Friday, March 27, 2009

Fermentation Friday - Spring Fever

as promised last Friday, I would take part in Bryon's Fermentation Friday (today) by answering the question:
How will you grow or change as a home brewer this spring? How will you embrace your spring fever and channel it towards your brewing?

This spring is bringing much change to me as it is. Uncle Sam has finally cut my orders and is sending me packing back to Rhode Island for a year of school, and probably off to a place where brewing isn't possible after that. While that will put a serious crimp on my brewing progress, the positive side is that I will be in an academic environment for 10 months, which will be far more conducive to developing my skills.

Since I am moving I don't plan on brewing too much ( have two batches I want to make) this spring and anything I make needs to be in the bottle (or drunk) by moving day. So my "growth" this spring will not come from brewing so much as learning and doing things to make the most of my brewing once I move in July.

I'm going to start by reading and re-reading some serious brewing books, including Principles of Brewing Science by George Fix. Pretty involved, but I know I better understand things when I can break them down to the smallest possible level.

The next thing I plan on doing is really and truly learning to "taste" beer. To tell you the truth, I still get confused by notes, esters an everything else. I can taste malt. I can taste hops. I lack the refinement to pick out the rest; obtaining that refinement is good...because it means drinking beer, among other things. I understand Randy Mosher wrote a book on tasting beer that's very good, so I'll probably add it to my reading list.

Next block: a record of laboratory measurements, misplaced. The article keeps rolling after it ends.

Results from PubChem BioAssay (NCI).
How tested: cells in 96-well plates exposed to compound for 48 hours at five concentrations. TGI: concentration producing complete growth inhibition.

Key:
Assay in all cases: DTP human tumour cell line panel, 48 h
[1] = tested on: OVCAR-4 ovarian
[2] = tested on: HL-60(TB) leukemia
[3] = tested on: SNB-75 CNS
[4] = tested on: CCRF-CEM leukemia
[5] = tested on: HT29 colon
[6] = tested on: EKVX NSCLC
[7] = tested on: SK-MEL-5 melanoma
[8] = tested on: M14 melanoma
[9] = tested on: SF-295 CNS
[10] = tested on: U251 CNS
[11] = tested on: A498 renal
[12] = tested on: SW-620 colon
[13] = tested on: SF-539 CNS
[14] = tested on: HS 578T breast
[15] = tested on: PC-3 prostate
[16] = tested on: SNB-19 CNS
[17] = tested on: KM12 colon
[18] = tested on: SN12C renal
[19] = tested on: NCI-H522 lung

The last thing I plan to do is build a kegerator. I. Hate. Bottling. I've come into a perfectly functional dorm fridge (one of the big ones that fits a couple of corny kegs) for exactly $0.00 and I plan to take advantage of it. At first I'd thought about modifying it to make a lagering fridge but that is way more tweaking and work-shoppy stuff than I'm used to. With readily available plans, this should be a good first project for someone who hasn't really done a big brewing do-it-yourself project before.

I said I was going to talk about schedules, too. I lied. Scheduling isn't growing. It's scheduling.


  1. I would imagine putting it in a keg would be easier and quicker. But there is nothing like popping the top of a nice bottled beer.